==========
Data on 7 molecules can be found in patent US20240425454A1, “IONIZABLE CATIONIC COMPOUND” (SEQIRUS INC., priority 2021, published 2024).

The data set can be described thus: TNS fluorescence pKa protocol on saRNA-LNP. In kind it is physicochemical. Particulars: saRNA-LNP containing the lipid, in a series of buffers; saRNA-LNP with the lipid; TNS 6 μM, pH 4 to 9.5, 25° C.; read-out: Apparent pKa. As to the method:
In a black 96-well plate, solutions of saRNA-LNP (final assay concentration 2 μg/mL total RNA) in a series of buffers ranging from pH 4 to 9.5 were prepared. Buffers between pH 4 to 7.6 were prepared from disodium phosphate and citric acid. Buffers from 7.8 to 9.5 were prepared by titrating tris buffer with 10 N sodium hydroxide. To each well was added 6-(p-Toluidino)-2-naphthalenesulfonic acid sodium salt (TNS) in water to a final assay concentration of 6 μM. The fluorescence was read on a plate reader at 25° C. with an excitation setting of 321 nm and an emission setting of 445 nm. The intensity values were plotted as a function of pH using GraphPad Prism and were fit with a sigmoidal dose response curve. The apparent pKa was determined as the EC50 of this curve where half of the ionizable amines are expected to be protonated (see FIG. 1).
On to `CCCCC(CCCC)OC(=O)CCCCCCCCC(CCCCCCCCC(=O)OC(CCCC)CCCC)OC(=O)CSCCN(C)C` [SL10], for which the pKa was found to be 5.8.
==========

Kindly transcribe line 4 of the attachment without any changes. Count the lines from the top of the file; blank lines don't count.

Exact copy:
On to `CCCCC(CCCC)OC(=O)CCCCCCCCC(CCCCCCCCC(=O)OC(CCCC)CCCC)OC(=O)CSCCN(C)C` [SL10], for which the pKa was found to be 5.8.